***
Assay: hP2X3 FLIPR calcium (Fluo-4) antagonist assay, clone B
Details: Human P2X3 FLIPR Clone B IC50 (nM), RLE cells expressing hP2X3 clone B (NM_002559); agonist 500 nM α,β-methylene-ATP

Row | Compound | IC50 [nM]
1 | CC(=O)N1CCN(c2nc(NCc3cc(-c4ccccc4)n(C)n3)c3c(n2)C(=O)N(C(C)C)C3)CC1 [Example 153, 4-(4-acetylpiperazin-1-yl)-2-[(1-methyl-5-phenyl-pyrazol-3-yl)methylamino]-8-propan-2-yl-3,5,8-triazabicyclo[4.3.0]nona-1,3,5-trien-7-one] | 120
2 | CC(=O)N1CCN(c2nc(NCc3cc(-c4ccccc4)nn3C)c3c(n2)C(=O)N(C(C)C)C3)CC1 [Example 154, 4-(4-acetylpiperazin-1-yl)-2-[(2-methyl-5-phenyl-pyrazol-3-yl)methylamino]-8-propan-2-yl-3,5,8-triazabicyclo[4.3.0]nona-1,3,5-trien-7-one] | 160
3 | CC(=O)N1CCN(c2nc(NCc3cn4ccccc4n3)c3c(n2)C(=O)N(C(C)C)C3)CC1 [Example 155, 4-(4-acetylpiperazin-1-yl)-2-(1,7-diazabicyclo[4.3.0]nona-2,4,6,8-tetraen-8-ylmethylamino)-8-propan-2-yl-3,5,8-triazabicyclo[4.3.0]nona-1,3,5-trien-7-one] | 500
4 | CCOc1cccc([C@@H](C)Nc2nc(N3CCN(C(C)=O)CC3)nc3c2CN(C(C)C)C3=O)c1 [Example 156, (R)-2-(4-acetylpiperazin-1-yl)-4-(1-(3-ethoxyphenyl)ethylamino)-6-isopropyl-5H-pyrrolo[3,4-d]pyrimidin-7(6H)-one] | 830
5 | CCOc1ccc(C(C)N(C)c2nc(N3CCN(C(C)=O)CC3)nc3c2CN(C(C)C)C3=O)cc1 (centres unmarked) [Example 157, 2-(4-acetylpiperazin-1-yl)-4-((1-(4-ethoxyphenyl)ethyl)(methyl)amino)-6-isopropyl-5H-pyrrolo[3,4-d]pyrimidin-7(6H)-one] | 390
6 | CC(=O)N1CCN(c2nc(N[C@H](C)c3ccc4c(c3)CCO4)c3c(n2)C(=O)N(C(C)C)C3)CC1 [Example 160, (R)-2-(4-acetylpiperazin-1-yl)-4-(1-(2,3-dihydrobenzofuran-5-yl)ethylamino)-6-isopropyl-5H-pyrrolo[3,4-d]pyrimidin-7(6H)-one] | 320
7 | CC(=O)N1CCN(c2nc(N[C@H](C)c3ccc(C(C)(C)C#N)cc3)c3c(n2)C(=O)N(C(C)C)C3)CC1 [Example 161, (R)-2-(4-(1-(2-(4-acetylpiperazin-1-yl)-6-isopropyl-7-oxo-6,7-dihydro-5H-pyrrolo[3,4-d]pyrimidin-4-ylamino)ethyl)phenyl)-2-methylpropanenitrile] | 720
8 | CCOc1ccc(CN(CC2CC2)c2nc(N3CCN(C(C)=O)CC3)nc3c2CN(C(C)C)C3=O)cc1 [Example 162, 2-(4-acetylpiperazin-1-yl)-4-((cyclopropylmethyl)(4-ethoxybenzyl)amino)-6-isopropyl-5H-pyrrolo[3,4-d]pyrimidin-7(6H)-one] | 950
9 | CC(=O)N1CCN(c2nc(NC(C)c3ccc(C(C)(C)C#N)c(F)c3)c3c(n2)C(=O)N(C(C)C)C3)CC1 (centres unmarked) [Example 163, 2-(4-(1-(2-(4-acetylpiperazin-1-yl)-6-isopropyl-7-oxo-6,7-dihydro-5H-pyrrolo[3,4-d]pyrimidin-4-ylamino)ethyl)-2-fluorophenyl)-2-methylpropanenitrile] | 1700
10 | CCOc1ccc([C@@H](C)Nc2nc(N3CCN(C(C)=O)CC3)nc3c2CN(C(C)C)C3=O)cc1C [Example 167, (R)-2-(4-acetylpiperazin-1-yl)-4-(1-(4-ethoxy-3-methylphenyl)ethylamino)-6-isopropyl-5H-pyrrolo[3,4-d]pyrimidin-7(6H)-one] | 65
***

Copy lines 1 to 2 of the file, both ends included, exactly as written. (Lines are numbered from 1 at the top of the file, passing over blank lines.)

Assay: hP2X3 FLIPR calcium (Fluo-4) antagonist assay, clone B
Details: Human P2X3 FLIPR Clone B IC50 (nM), RLE cells expressing hP2X3 clone B (NM_002559); agonist 500 nM α,β-methylene-ATP